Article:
- What made this film so special?
I created The Golden Age for 2 main reasons: to pay tribute to the World-Changing charms of 60s Saint-Tropez, and encourage people to change the world on their own scale. It is important to me that the audience can experience this magical 60s Douce France atmosphere, through the music and 35 exceptional locations.
The Golden Age also suggests some ideas of how you too can bring change, which is a tough journey that sometimes requires putting aside your own personal success. The Beatles perfectly exemplify how artists managed to bring change in the 60s. For instance, when they refused to perform in front of a segregated audience in the city of Jacksonville, FL in September of 1964.
The Golden Age touches on many universal themes: not only art and the fight for change but also feminism, which is an essential topic of the film seen through the character of artistic pioneer, Angèle. The movie also tackles some other important themes like mental health, suicide awareness, and the fine line between friendship & love. The Golden Age shows how far characters are willing to go to change that world in which they don’t fit in, and the sacrifices they are ready to make to achieve this dream.
- Your company Belle Époque Films, has produced the sold-out Los Angeles Premiere of Happy, published by Samuel French. Tell us about your successes.
It was extremely rewarding for me to take the risk of producing the LA Premiere of Happy, a brilliant play written by Robert C. Caisley, published by Samuel French. From the first read, I was convinced this play would be successful and a great asset to my company Belle Époque Films. As a result, the Los Angeles Premiere of Happy sold out and received the most fantastic reviews. This all happened in the first six months of Belle Époque Films and was the beginning of a wonderful adventure – the company has turned six years old earlier this year!
On the distribution side of things, after working at Gaumont and SND in France, and with about 200 Festivals on 5 continents, I worked on kickstarting Canneseries alongside MIPTV, in particular, the In Development Forum, which has been a huge success since its first edition in April 2018. The Festival has only been growing these past 3 years, and we’re again hosting the upcoming edition in October under a hybrid model, to enable everyone to join from the safe comfort of home. Canneseries and MIPTV are such a fantastic team to work with, besides it’s a blast to be championing top series and their creators.
When I opened Belle Époque Films in January 2015, aside from Happy, I produced 2 European films. The first film was The Bigger Picture, a romantic drama filmed in London on 35 mm with an Academy Award Nominated DP which stars Robert Sheehan (for those binge-watching Season 2 of The Umbrella Academy on Netflix!). The second film was Spitball, financed by the Northern Ireland Screen and starring Elliot Cowan and Shauna Macdonald.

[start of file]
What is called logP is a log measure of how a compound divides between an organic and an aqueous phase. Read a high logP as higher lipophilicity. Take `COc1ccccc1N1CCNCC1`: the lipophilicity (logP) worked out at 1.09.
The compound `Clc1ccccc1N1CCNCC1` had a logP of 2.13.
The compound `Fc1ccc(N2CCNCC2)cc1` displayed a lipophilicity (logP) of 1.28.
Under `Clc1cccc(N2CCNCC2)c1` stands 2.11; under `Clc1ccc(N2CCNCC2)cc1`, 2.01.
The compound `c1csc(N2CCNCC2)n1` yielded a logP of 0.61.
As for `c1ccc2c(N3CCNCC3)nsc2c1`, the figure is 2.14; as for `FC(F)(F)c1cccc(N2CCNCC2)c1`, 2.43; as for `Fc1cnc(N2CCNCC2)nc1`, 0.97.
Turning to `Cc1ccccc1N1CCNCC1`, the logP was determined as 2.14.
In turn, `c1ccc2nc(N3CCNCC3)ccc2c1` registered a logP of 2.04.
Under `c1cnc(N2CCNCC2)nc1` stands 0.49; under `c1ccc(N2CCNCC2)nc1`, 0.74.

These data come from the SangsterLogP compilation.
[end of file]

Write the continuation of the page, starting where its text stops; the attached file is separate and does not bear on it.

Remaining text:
- You are also serving on the Jury of Cinequest and Columbus IFF. Tell us more.
I am very honored I have been serving on the Jury of Cinequest for the recent Documentary Competition, with Festival Alumnus Nicole Jones and Megan Huggins at Gravitas Ventures. The 14 feature documentaries in the competition are outstanding, and I would like to congratulate Holly Tuckett, who picks up the Best Documentary Award this year at the Festival. Big thanks to her for making such an essential, meaningful documentary about female firefighters, their achievements protecting America’s wildlands, and struggles. Alex Liu picked up the Audience Documentary Award for A Sexplanation, a positive reflection on how we approach sex in America.
It has been an incredibly inspiring edition on all levels, every minute of it has been a joy. I am thankful to Michael Rabehl, Director of Programming & Associate Director, for having me a part of such an innovative, high-end Festival.
As for the 69th edition of the Columbus International Film & Animation Festival, it took place both physically in drive-ins in Ohio and virtually this month. Cristyn Steward and the Festival Team have been achieving an impressive challenge, organizing such a wonderful hybrid event in these challenging times. I have had the most wonderful time watching their unique selection of films and speaking on their panel about Women in Film. Columbus IFAF is the first festival to have honored The Golden Age, and I was just as honored to return as a humble Juror for the Feature Competitions of this year’s Festival.
- Your current project is with the Paris City Official mini-series. What led you to this project?
I am honored I was chosen by Paris City Official to perform in Renaissance Résilience Résistance, the commemorative mini-series honoring the 76th anniversary of the Liberation of Paris. We’ve been filming at the Paris Hôtel de Ville, respecting social distancing. I was so very touched Paris City chose me to perform this text alongside wonderful actors as Mathilde Seigner and Alix Bénézech, whom I admire very much, and on the National Anthem. Paying tribute is such an important responsibility for us producers and artists, we have a voice and our audiences count on us to spread these important messages. You can tune in on Paris City Official website for the broadcasting of this episode and of the 12 others which retrace this momentous page of our History.